Typical Christmas eve in Spain: meet frineds for drinks around eight, home for family dinner at ten, out again by two (am), breakfast in the town square, bed, then . . . that was last year.
This year we’re experiencing reduced staying-power and early nights, the effects of not drinking since before Easter. Even so, I set the alarm to be up in time to prepare Christmas brunch – just in case.
air-fried onion and purple potato pakora
sweet tomato and black mustard relish
salted cucumber with dehydrated fermented persamons
The origin of the croquette is réchauffé (re-heated) food: left overs were given body with mashed root vegetables, pulses, béchamel and other sauces, then breaded and fried or baked till golden crisp.
Depending on the occasion you might opt for unpretentious simplicity or an intense flavour sensation to knock your guests off their chairs in a gustatory rapture . The croquette gives you a lot of creative elbow room.
What can I say? Slimming it ain’t. Yet Spaniards enjoy a morsel while managing to stay in second place for life-expectancy and are set to top Japan by 2040. Cast aside your guilts and worries and enjoy a small piece of tortilla.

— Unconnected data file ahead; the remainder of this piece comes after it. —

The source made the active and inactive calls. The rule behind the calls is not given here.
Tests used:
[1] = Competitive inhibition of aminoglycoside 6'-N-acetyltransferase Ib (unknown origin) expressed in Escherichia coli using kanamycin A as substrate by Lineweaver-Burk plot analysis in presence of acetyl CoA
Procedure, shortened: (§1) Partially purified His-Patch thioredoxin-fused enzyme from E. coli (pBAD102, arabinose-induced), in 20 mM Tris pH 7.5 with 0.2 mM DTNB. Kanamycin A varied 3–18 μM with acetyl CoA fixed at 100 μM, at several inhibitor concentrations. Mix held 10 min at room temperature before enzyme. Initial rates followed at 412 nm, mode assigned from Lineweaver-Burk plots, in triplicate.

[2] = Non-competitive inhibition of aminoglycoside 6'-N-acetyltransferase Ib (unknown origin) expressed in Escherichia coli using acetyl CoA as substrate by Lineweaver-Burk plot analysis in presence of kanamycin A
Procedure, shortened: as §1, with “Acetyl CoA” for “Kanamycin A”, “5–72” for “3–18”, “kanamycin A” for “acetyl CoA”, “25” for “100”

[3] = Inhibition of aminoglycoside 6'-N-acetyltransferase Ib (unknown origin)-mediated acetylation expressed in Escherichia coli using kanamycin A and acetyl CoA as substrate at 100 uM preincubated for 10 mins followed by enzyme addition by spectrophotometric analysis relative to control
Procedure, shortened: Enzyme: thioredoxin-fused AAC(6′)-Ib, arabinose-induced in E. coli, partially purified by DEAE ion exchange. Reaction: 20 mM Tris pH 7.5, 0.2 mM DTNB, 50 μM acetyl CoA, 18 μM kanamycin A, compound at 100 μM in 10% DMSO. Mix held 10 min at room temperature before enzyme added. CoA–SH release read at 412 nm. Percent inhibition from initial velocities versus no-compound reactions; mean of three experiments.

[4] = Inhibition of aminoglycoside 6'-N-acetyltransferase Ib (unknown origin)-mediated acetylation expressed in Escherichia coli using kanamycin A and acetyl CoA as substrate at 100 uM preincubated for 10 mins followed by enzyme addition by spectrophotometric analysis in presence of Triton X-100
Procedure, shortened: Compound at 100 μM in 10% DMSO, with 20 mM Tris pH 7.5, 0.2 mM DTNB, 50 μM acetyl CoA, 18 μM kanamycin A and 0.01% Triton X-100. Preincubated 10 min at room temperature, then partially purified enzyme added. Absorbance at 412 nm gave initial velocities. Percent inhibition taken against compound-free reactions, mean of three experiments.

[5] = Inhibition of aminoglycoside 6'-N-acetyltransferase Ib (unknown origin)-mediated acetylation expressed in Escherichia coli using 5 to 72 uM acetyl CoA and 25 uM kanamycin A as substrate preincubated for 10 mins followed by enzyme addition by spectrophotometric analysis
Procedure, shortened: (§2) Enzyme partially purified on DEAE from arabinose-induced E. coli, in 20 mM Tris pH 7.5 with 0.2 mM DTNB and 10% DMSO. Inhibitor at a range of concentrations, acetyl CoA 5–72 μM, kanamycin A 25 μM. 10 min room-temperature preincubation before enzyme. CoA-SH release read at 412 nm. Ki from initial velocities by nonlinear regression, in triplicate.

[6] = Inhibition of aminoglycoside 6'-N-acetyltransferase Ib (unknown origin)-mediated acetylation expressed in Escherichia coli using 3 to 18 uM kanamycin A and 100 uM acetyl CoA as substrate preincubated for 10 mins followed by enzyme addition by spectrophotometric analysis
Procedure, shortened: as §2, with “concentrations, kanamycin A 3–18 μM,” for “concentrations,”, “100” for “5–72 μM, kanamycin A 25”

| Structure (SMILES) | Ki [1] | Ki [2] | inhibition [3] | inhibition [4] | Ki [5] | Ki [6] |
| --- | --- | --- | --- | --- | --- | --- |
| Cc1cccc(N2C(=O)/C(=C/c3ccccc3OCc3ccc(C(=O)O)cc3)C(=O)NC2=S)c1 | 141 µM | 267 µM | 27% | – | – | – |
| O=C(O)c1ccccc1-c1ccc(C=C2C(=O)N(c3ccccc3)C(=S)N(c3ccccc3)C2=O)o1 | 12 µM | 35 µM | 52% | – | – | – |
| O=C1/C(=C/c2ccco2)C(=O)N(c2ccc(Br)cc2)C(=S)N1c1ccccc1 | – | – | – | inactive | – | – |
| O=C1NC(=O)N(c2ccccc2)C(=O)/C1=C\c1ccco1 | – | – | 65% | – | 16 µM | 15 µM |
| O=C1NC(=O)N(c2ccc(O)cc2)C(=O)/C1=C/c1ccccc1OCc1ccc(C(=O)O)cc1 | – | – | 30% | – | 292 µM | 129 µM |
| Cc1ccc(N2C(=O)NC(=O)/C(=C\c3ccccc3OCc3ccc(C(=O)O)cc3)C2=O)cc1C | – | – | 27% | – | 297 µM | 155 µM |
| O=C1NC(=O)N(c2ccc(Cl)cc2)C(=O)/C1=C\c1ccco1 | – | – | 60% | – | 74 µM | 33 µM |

To onion, or not to onion?
A great debate has been raging in Spain: does the classic tortilla contain onions or not? As long-time winner of the national tortilla contest the Galician municipality of Bentanzos holds the honour of being the nation’s standard-bearer. The onionists have had it their way for decades. But this year’s winner in Betanzo has finally sided with the non-onionist underdog in re-defining this Spanish institution. Continue reading “Tapas 6: Spanish Potato And Onion Tortilla”
I’m always amazed at how my French friends are able to rustle up a pot of onion soup complete with cheesy croutons, or a perfect spinach quiche in the mere twinkling of an eye. Or the Italians’ flair for putting pasta with a sauce unknown outside their village under your nose in little more than time it takes to boil a kettle.
These are popular all over Spain and Latin America with Argentina and Colombia playing notable roles. Literally meaning “encased in bread” they are little filled pastries dating back to medieval Spain where shepherds enjoyed them as a hearty lunch time snack.
There are open and closed varieties and sweet as well as savoury. They can be fried or oven-baked.